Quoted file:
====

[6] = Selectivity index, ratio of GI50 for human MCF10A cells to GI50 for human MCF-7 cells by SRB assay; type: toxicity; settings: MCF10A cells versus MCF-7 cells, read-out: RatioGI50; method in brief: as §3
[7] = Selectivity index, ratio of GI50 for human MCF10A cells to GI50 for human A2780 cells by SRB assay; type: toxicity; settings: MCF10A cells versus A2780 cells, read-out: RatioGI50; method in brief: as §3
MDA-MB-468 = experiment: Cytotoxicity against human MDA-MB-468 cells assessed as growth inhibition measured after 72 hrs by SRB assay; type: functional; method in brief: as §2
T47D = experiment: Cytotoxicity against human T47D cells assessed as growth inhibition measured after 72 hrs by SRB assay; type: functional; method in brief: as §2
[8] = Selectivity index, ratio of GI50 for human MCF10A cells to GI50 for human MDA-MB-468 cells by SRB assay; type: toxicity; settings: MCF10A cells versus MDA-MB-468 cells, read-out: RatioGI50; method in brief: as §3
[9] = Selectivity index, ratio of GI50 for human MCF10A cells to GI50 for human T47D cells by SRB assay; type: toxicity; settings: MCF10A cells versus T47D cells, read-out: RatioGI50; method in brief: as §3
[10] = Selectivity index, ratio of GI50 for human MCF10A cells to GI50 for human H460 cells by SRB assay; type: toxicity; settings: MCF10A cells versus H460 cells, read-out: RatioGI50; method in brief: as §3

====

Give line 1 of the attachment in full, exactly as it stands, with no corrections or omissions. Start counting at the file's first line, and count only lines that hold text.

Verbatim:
[6] = Selectivity index, ratio of GI50 for human MCF10A cells to GI50 for human MCF-7 cells by SRB assay; type: toxicity; settings: MCF10A cells versus MCF-7 cells, read-out: RatioGI50; method in brief: as §3